Editor’s Note: In a revival of a previous NPN Magazine feature area, we will again be regularly asking industry experts for feedback in their areas of expertise. In this column, James Fisher of IMST Corp. addresses the challenges facing marketers and retailers today.
James B. Fisher is the CEO and founder of IMST Corp, a national leader in retail sales and fuel forecasting that is headquartered in Houston. For over 19 years, IMST has been a preferred supplier and program partner with major oil companies, retailers and real estate developers. Thousands of projects have been conducted for customers of all sizes throughout the U.S. and Canada. Word of mouth referrals and repeat customers encompass over 90 percent of IMST's business. IMST's full service staff includes professionals with major oil, food service, operations, store layout and design, marketing, car wash and GIS backgrounds. IMST's focus is to provide the data needed to make successful and profitable development decisions.
NPN: What impact have you seen on retailers and marketers relative to the high fuel prices last summer and fall and the current recessionary and credit crunches?
Fisher: The tightening of credit has created some difficulty in securing financing for many scattered around the country. However, the leaner, more restrictive financing has proven more difficult for the major acquisitions, projects, etc. The retailer/marketer seeking local financing for a single project within his marketing area is finding financing on a local level. Yes, maybe the terms are not as flexible as in the past, but the financing is available. The large acquisitions are proving more difficult. The impact of the high fuel prices of last year (for all intents and purposes) has faded from memory…We are finding that more companies are retaining earnings to avoid what could be future credit crisis if fuel costs began a significant "run up" once again. Volatility must be financially guarded against. Companies remain wary of incurring business expenses beyond day to day operations.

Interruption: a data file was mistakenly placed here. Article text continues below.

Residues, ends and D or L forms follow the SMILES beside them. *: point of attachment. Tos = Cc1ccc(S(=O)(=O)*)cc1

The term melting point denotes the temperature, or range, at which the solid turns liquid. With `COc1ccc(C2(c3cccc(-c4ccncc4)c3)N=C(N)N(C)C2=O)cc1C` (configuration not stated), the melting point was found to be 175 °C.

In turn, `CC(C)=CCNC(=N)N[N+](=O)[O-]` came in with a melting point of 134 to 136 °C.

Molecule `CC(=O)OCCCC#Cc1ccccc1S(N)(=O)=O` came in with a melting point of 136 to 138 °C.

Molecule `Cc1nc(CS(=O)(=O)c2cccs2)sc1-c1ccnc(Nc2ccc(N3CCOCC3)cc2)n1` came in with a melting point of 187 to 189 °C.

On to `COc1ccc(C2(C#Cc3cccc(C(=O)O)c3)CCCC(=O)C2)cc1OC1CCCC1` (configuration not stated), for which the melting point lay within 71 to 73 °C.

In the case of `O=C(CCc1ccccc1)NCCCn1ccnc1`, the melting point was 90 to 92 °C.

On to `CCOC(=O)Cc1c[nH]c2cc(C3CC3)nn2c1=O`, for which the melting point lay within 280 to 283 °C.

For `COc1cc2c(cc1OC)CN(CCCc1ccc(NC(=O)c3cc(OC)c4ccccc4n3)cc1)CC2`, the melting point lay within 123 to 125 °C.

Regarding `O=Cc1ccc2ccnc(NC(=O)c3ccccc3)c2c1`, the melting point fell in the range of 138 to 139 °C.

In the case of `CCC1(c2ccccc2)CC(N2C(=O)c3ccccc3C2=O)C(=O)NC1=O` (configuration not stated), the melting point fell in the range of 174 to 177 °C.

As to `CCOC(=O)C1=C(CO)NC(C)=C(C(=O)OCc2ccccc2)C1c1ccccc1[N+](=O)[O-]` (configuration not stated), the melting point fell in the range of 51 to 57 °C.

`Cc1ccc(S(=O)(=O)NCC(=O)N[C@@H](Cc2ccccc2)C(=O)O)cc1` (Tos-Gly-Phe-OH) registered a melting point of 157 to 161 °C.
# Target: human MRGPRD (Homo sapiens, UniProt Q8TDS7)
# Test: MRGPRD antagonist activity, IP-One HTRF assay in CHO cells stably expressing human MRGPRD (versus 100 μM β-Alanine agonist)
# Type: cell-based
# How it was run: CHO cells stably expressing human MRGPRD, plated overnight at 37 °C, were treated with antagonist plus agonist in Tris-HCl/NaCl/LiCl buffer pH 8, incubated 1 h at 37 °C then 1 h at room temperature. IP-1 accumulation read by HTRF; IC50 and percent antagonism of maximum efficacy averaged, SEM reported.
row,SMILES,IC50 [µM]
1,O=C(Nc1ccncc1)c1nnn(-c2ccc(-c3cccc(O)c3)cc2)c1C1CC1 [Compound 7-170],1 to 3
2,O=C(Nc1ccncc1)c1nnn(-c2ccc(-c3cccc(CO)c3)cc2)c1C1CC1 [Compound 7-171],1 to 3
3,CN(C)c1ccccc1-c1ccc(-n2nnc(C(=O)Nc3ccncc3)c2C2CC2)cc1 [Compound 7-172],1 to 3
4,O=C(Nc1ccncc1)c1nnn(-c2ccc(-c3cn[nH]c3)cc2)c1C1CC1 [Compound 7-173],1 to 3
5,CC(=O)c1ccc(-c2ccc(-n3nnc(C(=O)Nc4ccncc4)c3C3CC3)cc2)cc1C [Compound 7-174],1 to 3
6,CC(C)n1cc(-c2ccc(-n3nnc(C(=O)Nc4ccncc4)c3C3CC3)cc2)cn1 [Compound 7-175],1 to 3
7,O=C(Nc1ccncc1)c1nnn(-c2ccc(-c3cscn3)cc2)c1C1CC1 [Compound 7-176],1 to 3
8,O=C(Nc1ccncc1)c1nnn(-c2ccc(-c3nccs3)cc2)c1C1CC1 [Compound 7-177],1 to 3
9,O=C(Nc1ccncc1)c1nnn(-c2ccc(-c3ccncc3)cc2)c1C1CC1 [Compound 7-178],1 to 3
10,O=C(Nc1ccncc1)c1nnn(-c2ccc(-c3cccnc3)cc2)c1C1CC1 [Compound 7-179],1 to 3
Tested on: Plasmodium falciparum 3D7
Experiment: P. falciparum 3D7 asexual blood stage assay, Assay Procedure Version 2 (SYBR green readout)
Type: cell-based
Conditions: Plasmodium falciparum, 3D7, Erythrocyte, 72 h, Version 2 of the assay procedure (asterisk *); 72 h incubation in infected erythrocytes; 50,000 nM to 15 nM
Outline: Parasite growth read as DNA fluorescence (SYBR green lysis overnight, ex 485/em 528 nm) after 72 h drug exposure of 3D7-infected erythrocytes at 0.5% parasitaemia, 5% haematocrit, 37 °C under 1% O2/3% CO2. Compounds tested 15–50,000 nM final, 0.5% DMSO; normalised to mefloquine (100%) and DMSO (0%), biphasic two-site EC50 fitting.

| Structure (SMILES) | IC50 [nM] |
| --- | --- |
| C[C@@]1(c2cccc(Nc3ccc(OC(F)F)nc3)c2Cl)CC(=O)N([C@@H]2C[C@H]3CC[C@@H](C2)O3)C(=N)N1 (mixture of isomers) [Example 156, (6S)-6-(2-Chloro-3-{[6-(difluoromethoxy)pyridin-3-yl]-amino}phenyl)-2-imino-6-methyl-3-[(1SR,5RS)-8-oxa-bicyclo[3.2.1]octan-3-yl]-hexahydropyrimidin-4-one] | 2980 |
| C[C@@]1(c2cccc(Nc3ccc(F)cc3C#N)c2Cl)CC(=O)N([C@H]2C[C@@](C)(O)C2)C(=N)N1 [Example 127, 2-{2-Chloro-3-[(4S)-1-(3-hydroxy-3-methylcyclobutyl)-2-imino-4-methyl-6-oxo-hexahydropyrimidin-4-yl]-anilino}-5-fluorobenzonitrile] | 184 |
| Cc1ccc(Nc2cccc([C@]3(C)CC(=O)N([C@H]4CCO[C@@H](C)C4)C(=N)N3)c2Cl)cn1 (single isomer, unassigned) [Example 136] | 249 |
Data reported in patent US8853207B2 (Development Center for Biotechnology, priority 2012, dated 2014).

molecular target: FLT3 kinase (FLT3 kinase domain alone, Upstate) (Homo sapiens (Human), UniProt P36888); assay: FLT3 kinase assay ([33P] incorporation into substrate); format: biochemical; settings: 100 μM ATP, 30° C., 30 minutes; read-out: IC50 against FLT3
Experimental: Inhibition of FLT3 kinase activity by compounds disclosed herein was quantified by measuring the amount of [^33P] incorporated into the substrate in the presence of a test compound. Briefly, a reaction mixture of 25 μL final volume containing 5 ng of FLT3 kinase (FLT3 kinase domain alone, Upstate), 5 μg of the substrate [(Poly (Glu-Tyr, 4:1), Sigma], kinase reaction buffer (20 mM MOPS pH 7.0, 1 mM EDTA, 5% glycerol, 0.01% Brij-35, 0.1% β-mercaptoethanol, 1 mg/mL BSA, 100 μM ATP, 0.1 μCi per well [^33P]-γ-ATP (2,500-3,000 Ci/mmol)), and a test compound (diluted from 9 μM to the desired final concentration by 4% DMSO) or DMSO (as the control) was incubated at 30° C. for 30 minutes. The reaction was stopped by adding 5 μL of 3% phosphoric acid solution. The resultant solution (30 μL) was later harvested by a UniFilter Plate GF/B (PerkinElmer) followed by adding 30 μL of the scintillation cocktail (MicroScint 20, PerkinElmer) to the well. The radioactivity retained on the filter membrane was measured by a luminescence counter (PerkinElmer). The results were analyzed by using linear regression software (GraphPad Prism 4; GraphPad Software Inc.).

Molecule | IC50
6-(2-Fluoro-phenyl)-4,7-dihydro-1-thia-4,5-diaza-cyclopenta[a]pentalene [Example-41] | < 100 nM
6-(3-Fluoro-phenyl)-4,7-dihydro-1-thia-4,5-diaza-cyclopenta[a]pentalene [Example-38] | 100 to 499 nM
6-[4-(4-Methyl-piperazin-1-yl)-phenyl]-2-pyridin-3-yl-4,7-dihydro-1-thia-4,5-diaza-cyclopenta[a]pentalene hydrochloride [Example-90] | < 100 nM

NPN: Are there any clear regional dynamics at play?
Fisher: Most definitely. Strong activity exists along the Gulf Coast (with the exception of FL), much of the Southwest, Southeast, and parts of the Midwest. Very limited activity (some scattered) in the West, Northwest, Mid-Atlantic, Northeast, and upper Midwest (rustbelt). Regional dynamics are most definitely at play. Now, by the time (this) is published, who knows.
NPN: What types of operations (more the overall business structure) are facing the biggest challenges?
Fisher: Older generational facilities that have limited scope of operations. Those that have not kept pace with a changing industry and have lost touch with a changing marketplace. Out-datedness has now created the inability to compete and to establish a relevant position within a marketplace. Those companies that have many outdated facilities find themselves in the unenviable position of either having to secure massive capitalization through loans (not available) to perform required modernization or sell all the retail assets of the company (there are companies willing to purchase). Retailers/marketers with modern retail assets are maintaining and growing market share. Retailers/marketers without modern retail assets are rapidly losing market share.
NPN: What types of operations are best prepared to meet current challenges?
Fisher: Operations with diverse types of sites and wide-ranging profit centers. Companies that operate retail facilities in diverse trade areas, i.e., urban, suburban, rural, highway, etc. are better positioned to withstand micro-economic pressures. Companies that develop operations in different markets are in a better position to be less impacted due to single market volatility...all eggs in one basket.
NPN: All sites succeed relative to their individual markets and competitors. But in general, what type of retail site/format is best positioned for success?
Fisher: Those that remain focused on the specific trade area served by that one facility. If a company has 40 retail locations, then it has 40 mini-companies serving 40 distinct markets. Sites surrounded by permanent demand or continual sources of traffic are positioned for long-term financial success.
NPN: What profit centers are broadly strong today?
Fisher: I hate the redundancy of what we constantly preach, but this is best answered by saying whatever the most appropriate profit center(s) is for that specific trade area of that specific facility…Of course, a "broadly strong" profit center within the industry today remains foodservice. However, a great many companies are still struggling with finding the right concept(s) for their company. Foodservice will remain a viable profit center alternative, however, companies must remain very open to other opportunities that might be relevant for a specific facility serving a specific trade area.